Corby Council adopts Tibetan village of Rigul
Corby is to forge links with a Tibetan community after the borough council agreed to adopt the remote village of Rigul. The move means the council has become the first in Britain to formally partner a community in Tibet and it is hoped other places in the UK will follow suit.
From left, deputy leader of Corby Council Jean Addison, Margaret Richardson of the Rigul Trust, Paul Golding, of the London-based Tibet Society, and Cllr Bob Riley
A proposal for the link with Rigul, put forward by deputy leader Cllr Jean Addison and seconded by Cllr Chris Stanbra, was agreed at a full meeting of the council on Thursday (September 19). No public funding will be used but it is hoped residents and groups in the Corby area will support fundraising for Rigul’s school and health clinic, established by the charity, the Rigul Trust.
Cllr Chris Stanbra said: “This is about this council leading the way and making a stand. We should extend the hand of friendship and wouldn’t it be great if other places did the same.” Cllr Mary Butcher added: “These are a peaceful people who are losing their way of life. This is a way of showing that we care.”
The adoption of Rigul, a remote village high in the mountains of Kham (and now part part of China’s Sichuan province) was the idea of Councillor Bob Riley. Councillor Riley came across the idea in France having already been aware of the issue through the annual raising of the Tibetan flag on 10 March in nearby Northampton. The motion was proposed by the Jean Addison, Deputy Leader of Corby Council, and passed at a full council meeting on 19 September.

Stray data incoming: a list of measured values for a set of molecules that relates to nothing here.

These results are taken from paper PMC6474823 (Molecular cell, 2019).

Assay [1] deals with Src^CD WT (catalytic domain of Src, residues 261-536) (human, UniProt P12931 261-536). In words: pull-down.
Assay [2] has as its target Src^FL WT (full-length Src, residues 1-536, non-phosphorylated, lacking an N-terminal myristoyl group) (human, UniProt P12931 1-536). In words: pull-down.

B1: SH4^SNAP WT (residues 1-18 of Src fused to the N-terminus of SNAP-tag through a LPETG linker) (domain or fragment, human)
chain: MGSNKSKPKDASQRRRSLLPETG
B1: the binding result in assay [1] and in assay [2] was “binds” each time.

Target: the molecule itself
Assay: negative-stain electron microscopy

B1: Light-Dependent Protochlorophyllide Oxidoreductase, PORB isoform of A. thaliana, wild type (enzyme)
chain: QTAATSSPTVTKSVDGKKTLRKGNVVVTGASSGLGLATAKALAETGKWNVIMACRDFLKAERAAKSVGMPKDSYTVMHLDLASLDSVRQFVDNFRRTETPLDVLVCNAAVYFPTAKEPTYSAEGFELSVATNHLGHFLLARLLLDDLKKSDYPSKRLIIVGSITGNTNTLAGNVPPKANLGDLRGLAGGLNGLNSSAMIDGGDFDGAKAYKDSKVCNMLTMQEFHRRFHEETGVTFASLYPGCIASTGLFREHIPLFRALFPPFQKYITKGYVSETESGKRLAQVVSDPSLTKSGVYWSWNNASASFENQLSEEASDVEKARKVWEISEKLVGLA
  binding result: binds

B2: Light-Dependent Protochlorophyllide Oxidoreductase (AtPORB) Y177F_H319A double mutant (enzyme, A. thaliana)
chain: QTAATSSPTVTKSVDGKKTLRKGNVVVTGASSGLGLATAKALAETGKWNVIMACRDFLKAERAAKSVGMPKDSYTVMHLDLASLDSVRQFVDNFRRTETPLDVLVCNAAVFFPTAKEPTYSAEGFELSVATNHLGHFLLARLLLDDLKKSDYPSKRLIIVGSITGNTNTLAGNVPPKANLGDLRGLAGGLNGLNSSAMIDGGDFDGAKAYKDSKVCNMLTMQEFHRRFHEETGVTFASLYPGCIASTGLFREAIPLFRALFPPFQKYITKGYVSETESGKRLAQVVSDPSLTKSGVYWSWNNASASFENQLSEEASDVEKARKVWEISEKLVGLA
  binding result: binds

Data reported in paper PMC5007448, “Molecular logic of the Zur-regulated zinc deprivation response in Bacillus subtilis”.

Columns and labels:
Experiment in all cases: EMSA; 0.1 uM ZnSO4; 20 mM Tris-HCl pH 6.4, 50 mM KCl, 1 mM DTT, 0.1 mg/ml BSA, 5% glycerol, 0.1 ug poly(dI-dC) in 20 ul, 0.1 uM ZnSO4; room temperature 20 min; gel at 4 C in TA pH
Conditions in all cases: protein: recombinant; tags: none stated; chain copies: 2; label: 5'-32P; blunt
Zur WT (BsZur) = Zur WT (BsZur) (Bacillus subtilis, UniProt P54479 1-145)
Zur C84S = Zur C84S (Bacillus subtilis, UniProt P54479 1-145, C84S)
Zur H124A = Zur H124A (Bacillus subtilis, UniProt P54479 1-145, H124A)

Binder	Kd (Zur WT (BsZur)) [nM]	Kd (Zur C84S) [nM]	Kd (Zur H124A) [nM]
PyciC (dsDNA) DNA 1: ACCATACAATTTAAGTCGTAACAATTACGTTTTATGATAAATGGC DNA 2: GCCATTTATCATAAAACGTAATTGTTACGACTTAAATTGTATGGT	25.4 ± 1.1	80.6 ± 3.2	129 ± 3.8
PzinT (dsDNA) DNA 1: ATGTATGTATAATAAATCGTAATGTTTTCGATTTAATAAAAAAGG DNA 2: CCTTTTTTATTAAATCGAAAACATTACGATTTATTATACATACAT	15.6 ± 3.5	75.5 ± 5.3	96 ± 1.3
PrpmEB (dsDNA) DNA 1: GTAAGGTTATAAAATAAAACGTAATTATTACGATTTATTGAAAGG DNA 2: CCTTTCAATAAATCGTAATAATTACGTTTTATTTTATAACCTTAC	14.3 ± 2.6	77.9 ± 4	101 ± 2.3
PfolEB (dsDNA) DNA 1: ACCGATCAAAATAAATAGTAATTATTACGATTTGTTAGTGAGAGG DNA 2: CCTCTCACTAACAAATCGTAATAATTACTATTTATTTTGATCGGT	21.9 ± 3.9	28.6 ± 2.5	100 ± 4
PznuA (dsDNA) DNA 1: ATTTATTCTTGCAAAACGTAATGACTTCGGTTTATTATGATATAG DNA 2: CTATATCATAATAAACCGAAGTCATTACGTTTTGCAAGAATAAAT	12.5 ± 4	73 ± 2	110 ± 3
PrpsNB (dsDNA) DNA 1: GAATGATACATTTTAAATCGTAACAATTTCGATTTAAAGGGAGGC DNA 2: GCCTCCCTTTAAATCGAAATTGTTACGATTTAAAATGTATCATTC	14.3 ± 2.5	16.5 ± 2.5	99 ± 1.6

The adoption process is similar to twinning but requires no funding nor formal approval from the Chinese authorities. As such the council can choose to do what it wishes in terms of promoting the adoption. Members of Corby Council hope to put on cultural and fundarising events in the future, to raise funds for projects which will benefit the people of Rigul as well as promoting the issue of Tibet in general
Paul Golding, of the London-based Tibet Society, and Margaret Richardson, of the Rigul Trust, visited Corby last week to show support for the plan at a meeting organised by Cllr Bob Riley. They spoke of conditions under the Chinese regime, with Tibetans arrested and detained for printing political leaflets or even displaying a photograph of the Dalai Lama. Those arrested are tortured and many disappear without trace. The presentation included France24’s undercover video report from inside Tibet earlier this year and highlighted recent prisoner cases, including Dolma Gyab (sentenced to death for the alleged murder of his wife) and Ngawang Tobden (student imprisoned for two years for having ‘subversive’ images on his mobile phone).They are denied the right to education in their own language and possession of the Tibetan national flag is a crime.
Rigul Trusts would wish to thank the people of Corby and the Corby Council for taking this supportive initiative, and we hope that soon other city and town councils would also wish to step forward and follow their lead, to give a visible support to Tibetans living under such oppressive rule and trying to survive in very harsh conditions.